How’d I do?

They say hindsight is 20/20 and it looks like I was spot on for most of what I said, and that one of my guesses could be right around the corner.

If you’ve been following along with the footnotes, that looks like a hard 5.5/7 and a tentative 6/7. Not bad. Why fish out this old email? Because I’ve got a hunch about a direction Apple could take over the next decade that could change an entire industry for the better.

  1. Correct: MobileMe has now become iCloud and is fully competing with not only Exchange, but Google in a two pronged attack via the OS X Server app (enterprise) and iCloud (consumer). Apple went full throttle by making OS X and the iWork suite free with the purchase of any Mac. Business people love their iPads, and now they can upgrade to the latest OS and Office suites for free.

  2. TBD: This is only half fulfilled, with the other half just around the corner. My 5 year clock hasn’t run out yet! The Xbox One and PS4 will be exactly one year old come this November, and they haven’t done as well as expected, especially Xbox One. There aren’t many games out yet for either, but PS4 came out ahead of Xbox as a big surprise to anyone who owned both a PS3 and an Xbox 360. A beefed up AppleTV with app store and game controller should be announced by March 2015, just in time for my deadline.  Apple surprised us by not announcing an AppleTV in the fall, which points to a Spring 2015 release. The longer wait and stiff competition from Amazon and Google all point to a Siri powered AppleTV game console.

  3. Same as #2 footnote.

  4. Incorrect: My time’s not up, but I think I’ll have to concede defeat for the 5 year portion of my prediction. I don’t think Apple will have a Netflix competitor by March 2015. The catch all movie/TV subscription idea may never pan out, especially because film and TV production companies wouldn’t have it for fresh new content, and rightly so. For example, last year I paid $42.99 for the season pass of the 4th season of The Walking Dead. At 16 episodes total, it came to $2.69 per episode. For 45 minutes of content per episode, plus behind the scenes content, that’s more than fair. When Downton Abbey season 5 comes on iTunes, we’ll buy that season pass too. Buying a season pass is the same as buying a DVD box set, except that for many shows, you can get each episode just hours after they air on television. AppleTV has really caught on and movie rentals are doing really well. RedBox is cheaper, but it’s much easier to pay the extra $3 to not get off your couch. Some movies have even begun direct to iTunes releases at the same time as their theater releases, for the same price as a theater movie ticket.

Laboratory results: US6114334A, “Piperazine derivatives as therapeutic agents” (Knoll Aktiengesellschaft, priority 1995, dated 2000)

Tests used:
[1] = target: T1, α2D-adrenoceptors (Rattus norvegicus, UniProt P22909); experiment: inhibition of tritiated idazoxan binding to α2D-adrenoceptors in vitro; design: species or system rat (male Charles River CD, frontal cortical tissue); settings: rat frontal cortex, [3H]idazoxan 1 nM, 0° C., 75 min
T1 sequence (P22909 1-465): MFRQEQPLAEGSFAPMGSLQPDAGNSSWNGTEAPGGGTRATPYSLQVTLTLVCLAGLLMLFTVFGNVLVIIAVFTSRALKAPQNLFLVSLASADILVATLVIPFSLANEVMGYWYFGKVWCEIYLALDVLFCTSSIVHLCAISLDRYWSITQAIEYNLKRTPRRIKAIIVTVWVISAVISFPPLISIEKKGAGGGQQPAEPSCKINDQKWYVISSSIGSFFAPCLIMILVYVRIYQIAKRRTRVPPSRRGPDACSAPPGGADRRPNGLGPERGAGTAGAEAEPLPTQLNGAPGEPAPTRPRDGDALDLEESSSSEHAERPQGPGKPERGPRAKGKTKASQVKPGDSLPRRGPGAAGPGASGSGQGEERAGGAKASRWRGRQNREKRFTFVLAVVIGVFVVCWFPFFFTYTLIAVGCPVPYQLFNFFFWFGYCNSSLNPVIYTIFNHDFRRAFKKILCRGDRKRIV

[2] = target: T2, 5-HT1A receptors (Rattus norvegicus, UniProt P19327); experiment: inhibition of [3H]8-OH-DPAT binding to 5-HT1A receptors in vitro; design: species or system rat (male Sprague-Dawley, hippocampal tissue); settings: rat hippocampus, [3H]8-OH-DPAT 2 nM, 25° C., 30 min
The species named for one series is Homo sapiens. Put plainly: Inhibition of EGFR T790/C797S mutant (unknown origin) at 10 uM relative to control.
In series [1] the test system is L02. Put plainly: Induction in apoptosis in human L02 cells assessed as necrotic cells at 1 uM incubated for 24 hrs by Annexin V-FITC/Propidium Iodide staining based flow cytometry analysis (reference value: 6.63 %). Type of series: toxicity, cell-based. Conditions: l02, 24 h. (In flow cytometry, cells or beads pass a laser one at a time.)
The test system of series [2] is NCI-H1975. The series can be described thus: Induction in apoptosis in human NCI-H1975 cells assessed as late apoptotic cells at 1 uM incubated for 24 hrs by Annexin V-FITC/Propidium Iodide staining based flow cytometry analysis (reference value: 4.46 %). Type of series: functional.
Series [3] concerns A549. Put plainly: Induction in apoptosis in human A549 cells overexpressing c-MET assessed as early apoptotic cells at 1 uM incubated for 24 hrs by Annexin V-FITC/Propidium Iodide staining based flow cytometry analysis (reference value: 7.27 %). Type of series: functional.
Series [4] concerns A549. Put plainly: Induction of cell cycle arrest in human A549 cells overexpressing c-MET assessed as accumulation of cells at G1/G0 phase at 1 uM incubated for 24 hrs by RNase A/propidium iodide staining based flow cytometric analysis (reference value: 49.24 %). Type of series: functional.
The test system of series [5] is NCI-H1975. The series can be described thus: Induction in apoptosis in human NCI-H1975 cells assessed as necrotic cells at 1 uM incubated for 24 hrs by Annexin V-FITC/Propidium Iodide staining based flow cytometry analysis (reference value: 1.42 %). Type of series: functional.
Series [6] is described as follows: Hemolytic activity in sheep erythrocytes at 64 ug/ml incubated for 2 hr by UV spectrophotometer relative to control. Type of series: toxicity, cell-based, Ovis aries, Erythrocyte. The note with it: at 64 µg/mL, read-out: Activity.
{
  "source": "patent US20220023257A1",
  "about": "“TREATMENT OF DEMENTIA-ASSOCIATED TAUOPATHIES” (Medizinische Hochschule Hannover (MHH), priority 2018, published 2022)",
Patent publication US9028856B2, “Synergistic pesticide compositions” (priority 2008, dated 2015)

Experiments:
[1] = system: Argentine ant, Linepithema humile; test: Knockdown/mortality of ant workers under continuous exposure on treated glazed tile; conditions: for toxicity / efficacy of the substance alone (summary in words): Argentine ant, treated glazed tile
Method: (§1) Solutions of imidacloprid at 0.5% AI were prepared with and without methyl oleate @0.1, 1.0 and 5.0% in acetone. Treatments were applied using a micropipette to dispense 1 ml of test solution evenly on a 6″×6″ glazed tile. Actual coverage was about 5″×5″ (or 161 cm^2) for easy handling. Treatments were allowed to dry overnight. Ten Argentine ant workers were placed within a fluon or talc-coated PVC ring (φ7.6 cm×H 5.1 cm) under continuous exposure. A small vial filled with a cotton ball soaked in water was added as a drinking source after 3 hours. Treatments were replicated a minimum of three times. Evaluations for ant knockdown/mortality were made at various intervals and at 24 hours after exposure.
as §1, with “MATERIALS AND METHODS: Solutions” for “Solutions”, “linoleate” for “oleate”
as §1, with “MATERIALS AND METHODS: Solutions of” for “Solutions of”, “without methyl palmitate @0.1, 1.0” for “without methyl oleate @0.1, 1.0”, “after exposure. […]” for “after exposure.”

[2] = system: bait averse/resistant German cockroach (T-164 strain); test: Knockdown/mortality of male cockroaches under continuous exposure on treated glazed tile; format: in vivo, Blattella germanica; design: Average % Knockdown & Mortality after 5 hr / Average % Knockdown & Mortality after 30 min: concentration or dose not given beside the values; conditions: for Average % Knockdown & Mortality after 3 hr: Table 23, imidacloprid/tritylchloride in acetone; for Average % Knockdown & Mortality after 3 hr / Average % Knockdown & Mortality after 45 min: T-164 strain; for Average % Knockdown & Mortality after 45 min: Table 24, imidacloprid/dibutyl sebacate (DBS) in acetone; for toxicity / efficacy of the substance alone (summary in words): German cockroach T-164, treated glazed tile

5. Correct: Just days ago, HBO announced an HBO GO! cable-free subscription available online and on AppleTV in 2015. Netflix is doing better than ever, releasing it’s own super successful original series like House of Cards, streaming in 1080p on Apple TV.

  6. Correct: The combinations of Netflix, Amazon Fire, Roku, Youtube, Hulu, iTunes Store, and the advent of 4k content has all but killed Blu-ray and DVD sales. The days of physical media are numbered and the writing is on the wall.

  7. Correct: I made this prediction before the 2nd generation AppleTV came out with many of the features I predicted, being debuted in things like Airplay and the Apple Remote App. Over the summer, Apple announced OS X Yosemite with Continuity, so you can continue your computing experience on whatever device you choose to use. iCloud has spent years unifying the Apple experience between your devices. What I didn’t realize was rather than a subscription service, Apple would give you the same “everywhere access” to your Movies and Music via your iCloud/iTunes account. So long as you’re logged in on your device, you can download or stream any content you’ve purchased and consume it anywhere.

  8. Correct: In 2012 Apple got involved in Maps and GPS. In 2013 they announced CarPlay, which brought Maps, Music, Messages, and Podcasts to your car. In 2014, they got lightly involved with Internet Search through Yosemite and iOS 8.